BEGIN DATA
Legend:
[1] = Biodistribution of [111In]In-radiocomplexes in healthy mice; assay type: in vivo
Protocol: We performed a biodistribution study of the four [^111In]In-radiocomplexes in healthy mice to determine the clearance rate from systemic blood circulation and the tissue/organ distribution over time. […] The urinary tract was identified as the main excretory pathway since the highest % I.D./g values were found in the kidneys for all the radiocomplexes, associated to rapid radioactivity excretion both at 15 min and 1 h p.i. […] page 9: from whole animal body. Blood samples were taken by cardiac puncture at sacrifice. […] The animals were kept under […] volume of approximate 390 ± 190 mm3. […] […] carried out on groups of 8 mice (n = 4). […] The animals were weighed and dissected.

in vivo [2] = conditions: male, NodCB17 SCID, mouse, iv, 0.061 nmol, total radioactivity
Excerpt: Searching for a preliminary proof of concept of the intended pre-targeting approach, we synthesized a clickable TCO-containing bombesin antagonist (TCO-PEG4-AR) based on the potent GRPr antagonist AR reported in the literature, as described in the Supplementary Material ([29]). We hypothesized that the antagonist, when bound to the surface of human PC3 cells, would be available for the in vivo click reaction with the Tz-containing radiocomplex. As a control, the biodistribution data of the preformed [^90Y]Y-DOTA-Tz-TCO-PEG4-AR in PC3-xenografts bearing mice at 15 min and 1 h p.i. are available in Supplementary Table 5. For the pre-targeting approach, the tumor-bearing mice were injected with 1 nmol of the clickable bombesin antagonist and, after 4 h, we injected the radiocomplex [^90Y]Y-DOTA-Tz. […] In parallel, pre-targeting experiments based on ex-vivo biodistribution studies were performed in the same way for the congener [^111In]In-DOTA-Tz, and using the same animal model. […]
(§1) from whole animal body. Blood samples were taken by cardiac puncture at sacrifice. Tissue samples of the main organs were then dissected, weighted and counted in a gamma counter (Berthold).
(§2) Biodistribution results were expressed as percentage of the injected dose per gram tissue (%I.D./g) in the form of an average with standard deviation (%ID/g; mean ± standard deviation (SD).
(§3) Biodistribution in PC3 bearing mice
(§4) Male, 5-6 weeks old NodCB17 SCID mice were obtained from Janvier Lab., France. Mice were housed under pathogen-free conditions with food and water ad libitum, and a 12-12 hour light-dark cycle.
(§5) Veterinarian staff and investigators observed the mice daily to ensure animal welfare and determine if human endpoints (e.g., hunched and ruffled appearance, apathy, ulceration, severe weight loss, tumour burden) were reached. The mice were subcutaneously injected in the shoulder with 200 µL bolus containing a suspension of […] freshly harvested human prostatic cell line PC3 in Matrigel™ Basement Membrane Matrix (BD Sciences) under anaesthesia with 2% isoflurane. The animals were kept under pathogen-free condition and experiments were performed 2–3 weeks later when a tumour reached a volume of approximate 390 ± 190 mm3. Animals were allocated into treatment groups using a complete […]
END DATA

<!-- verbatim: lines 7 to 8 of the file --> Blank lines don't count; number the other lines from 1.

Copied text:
(§2) Biodistribution results were expressed as percentage of the injected dose per gram tissue (%I.D./g) in the form of an average with standard deviation (%ID/g; mean ± standard deviation (SD).
(§3) Biodistribution in PC3 bearing mice